Ripping a bunch of boards; they bow away from the saw, now what?

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I have about forty 15/16" thick soft maple boards that are about 6 feet long. I need to rip them into 1 1/2" wide strips. They have been rough planed to this thickness and that finish is good enough for the job at hand. In my humble experience, they seem to be pretty nice boards. Most of them are pretty straight. The edges are rough off the sawmill. So--- I jointed one edge to make them dead flat. Now I take them to the table saw. It's a pretty new Delta hybrid saw with a nice sharp carbide blade. When I rip the board, the 1 1/2 inch strip that I am cutting is closest to the fence. About 1/3rd of the time the slat bows away from the blade, pushing the still uncut part of the board away from the fence a little bit, let's say as much as 1/8". This, of course, keeps the slats from having a consistent width. The slats that did this, when the cut is complete, are, indeed, warped. But, if I wait an hour or so, most of the warp is gone from the slats. What can I do to prevent this bowing away from the blade?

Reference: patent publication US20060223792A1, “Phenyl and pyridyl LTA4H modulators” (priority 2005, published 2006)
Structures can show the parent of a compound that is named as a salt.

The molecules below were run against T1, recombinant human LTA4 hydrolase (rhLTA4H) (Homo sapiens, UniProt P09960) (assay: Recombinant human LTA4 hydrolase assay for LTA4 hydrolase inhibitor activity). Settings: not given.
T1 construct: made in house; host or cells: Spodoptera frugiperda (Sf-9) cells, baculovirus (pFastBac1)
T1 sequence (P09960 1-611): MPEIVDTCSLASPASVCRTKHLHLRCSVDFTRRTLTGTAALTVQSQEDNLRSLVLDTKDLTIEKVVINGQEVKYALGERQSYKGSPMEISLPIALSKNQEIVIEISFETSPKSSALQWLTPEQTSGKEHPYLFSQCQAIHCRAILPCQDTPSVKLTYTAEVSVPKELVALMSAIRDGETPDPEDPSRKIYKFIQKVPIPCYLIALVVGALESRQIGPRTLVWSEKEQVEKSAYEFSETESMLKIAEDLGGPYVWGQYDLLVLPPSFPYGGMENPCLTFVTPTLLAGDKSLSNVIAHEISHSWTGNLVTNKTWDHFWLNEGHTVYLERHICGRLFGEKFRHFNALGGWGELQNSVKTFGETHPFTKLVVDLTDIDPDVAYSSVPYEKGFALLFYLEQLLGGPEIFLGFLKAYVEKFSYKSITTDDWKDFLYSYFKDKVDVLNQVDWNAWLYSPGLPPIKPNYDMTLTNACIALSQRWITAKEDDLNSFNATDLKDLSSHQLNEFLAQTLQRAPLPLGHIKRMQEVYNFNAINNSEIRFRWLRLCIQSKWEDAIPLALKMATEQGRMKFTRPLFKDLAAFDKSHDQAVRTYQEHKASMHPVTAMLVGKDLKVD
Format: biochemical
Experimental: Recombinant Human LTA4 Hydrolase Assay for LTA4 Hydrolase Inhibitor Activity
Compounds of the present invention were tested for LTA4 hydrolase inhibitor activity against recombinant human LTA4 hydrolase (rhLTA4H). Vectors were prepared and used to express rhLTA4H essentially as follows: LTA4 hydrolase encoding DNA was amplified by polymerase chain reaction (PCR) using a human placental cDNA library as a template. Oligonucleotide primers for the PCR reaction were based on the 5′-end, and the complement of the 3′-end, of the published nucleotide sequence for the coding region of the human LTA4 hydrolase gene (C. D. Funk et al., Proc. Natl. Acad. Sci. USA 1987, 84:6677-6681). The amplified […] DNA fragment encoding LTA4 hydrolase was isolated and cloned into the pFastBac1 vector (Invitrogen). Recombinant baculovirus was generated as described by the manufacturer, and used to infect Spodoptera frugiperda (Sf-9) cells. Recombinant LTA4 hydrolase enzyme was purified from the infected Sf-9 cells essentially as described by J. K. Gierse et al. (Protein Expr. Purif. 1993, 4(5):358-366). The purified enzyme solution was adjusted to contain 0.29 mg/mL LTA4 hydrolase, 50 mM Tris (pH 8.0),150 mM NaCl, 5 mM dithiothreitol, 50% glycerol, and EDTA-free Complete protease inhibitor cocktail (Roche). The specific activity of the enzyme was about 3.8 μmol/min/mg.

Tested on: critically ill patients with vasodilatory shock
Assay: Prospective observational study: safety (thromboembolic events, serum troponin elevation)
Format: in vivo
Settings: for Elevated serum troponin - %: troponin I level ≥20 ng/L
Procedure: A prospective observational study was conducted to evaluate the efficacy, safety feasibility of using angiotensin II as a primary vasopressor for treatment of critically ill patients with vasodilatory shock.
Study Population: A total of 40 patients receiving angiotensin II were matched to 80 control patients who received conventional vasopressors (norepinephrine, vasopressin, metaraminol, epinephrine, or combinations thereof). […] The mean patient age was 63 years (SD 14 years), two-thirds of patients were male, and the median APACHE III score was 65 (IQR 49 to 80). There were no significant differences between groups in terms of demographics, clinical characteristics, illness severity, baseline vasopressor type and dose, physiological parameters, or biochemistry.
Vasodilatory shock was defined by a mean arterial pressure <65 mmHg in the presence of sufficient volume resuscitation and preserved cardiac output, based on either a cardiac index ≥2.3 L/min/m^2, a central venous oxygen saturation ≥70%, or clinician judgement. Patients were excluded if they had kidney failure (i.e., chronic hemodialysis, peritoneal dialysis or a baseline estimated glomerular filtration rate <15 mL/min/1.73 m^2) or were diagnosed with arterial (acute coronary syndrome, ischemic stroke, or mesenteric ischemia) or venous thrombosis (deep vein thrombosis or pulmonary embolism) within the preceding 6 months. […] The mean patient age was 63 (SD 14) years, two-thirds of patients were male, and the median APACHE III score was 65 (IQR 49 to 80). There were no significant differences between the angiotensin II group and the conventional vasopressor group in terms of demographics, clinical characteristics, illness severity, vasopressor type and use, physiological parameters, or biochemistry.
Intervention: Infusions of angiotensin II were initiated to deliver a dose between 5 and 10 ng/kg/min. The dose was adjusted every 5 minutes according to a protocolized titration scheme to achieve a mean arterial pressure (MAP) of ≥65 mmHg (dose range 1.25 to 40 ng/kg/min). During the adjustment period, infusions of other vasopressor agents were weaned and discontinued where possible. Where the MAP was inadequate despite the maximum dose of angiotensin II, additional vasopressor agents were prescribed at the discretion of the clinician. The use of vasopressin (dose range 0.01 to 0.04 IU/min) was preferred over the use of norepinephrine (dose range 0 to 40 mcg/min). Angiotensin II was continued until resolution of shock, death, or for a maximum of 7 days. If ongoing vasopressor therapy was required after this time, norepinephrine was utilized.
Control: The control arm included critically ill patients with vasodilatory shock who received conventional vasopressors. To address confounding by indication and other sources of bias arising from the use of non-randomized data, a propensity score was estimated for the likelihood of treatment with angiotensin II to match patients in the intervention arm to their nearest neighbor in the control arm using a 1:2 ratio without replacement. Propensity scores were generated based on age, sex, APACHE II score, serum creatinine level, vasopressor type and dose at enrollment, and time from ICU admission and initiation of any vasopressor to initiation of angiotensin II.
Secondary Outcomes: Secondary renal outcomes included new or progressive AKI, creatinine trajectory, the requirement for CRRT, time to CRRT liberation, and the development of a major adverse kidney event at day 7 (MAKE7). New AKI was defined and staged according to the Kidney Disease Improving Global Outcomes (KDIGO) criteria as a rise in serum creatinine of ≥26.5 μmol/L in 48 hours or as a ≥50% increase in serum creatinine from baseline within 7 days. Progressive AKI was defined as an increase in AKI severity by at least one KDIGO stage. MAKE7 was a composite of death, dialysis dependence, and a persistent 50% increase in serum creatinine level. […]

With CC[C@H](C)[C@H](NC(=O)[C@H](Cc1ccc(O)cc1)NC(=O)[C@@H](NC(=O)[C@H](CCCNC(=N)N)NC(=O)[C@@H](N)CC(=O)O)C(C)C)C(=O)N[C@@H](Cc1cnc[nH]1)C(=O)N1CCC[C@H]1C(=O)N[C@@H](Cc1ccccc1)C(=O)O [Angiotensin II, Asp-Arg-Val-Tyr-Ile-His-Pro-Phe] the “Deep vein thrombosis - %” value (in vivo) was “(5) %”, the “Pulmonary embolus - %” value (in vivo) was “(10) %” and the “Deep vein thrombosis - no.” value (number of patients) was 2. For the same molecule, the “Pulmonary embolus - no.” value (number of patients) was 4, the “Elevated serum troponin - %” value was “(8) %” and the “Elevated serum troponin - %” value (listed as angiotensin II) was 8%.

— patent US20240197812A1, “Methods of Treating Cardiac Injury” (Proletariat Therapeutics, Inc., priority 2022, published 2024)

Pete Stanaitis ----------------
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On 1/25/12 10:14 PM, Pete S wrote:

My first thought would be to make the cuts with the widest part of the board against the fence... in other words, cut off the 1-1/2" on the non-fence side of the blade. that way it bows away from the blade and has nothing to bind against.
Yes, this means you have to set up the fence for every cut. If you're worried about then not being exact duplicate cuts, cut them a little proud, then set the fence to 1-1/2" and cut them again to be exact duplicates.